Copenhagen has nearly 400 km long of bike tracks and lanes. One third of its population uses bicycles as a daily means of transport. To give you an impression of how popular cycling in Copenhagen is, here is a scene you can hardly see elsewhere: more than half of the members of the Danish parliament cycle to work. The cyclist and pedestrian-centered design of Copenhagen is so successful that a new term called “copenhagenization” was created in this context. Other cities who want to become more bike-friendly are taking Copenhagen seriously as an important reference.
- (Blog) Copenhagenize: http://goo.gl/mRdeCh
- (Blog) Bicycle Culture in Copenhagen: http://goo.gl/BVcf
- (News) What the Danes can teach us: http://goo.gl/YvGy8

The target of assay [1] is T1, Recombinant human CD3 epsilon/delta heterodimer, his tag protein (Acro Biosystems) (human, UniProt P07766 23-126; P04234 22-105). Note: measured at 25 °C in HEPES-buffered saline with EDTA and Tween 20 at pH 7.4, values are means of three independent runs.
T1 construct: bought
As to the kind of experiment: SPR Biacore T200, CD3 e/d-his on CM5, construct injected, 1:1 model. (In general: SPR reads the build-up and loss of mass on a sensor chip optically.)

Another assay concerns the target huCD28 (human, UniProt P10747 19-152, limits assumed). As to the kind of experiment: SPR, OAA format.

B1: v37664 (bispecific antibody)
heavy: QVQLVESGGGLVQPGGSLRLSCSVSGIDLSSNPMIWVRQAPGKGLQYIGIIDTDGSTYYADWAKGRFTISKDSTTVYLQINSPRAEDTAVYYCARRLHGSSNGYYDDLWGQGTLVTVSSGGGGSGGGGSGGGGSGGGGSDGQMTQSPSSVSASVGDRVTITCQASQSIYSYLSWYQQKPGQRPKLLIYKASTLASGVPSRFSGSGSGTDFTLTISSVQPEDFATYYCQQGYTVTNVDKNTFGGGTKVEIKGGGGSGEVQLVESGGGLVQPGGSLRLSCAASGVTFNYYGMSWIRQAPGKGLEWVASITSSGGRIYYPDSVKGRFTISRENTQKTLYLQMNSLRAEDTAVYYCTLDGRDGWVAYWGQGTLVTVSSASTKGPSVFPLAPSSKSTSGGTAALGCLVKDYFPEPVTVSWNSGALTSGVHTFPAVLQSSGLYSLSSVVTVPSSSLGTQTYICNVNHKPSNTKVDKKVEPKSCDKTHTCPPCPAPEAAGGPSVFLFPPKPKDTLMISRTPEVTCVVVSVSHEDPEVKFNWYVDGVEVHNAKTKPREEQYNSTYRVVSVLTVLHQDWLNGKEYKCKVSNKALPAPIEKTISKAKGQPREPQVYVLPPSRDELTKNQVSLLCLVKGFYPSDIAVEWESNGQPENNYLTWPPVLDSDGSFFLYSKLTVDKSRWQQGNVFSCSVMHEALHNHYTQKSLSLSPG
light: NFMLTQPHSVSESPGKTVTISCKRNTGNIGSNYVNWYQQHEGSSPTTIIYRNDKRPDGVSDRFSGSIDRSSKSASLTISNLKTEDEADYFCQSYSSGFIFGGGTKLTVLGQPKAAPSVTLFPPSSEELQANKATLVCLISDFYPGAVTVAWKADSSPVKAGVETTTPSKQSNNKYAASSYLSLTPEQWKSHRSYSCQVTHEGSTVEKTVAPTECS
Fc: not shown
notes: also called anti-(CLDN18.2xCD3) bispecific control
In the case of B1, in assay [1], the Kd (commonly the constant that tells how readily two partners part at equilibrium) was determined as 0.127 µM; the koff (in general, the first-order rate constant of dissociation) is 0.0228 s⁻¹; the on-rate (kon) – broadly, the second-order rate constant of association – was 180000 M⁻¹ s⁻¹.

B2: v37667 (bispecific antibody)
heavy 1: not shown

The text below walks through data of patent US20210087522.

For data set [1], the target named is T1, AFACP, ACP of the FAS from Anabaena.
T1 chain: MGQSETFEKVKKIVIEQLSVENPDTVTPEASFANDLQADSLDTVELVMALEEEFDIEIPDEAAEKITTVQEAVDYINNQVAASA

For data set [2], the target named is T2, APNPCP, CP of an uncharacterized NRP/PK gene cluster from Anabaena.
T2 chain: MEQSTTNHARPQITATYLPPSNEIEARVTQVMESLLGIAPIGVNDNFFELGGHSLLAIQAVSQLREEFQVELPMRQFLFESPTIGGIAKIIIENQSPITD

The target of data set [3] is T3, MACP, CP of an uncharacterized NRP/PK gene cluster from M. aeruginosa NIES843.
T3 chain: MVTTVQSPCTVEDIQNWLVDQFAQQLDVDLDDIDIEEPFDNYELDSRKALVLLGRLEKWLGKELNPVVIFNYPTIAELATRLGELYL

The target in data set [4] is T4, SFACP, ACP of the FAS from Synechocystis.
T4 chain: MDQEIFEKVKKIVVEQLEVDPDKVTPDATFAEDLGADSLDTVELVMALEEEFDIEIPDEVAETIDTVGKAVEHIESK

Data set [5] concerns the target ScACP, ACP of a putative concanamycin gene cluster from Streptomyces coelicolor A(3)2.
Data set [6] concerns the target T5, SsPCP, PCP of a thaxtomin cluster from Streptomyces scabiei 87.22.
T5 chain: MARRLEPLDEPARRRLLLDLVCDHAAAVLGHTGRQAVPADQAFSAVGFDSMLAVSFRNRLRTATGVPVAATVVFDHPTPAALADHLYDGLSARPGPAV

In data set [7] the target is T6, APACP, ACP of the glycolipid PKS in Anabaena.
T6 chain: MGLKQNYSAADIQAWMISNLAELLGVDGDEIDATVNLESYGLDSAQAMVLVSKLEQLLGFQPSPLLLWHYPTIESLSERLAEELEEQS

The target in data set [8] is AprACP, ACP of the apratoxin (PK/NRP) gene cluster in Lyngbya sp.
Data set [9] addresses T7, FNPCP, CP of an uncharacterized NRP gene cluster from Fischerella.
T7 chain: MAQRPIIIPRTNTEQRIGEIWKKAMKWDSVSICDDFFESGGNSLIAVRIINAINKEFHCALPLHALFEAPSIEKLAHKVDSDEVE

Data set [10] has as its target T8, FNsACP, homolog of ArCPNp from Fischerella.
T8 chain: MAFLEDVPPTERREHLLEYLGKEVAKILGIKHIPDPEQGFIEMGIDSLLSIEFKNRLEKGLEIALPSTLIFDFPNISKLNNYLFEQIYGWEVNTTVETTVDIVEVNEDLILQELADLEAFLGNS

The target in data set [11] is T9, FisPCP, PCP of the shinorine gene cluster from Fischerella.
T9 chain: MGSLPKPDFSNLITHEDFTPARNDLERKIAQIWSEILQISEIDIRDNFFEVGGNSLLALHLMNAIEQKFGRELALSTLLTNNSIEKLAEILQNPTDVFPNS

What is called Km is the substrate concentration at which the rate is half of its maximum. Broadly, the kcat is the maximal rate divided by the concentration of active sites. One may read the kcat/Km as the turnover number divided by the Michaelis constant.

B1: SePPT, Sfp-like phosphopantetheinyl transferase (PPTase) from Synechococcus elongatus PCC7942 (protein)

- (Report) City of Cyclists – Copenhagen Bicycle Life: http://goo.gl/42kuRr
Compared with Amsterdam, Groningen and Copenhagen, London lags behind in terms of the number of cyclists and bicycle infrastructure. The risk of cycling on the main roads of London is therefore quite high. But London is working hard to transform its traffic system. Its latest plan is to build a citywide cycling network called “Skycycle”
Supplement: Hong Kong
The Hong Kong government has long regarded cycling as a leisure activity. Cycling in the urban area is thus discouraged. However, is urban cycling really unsuitable for Hong Kong? Or rather the problem is: we have not done enough to change the situation?!
Cover photo source: Cyclists at red/ heb@Wiki/ CC BY-SA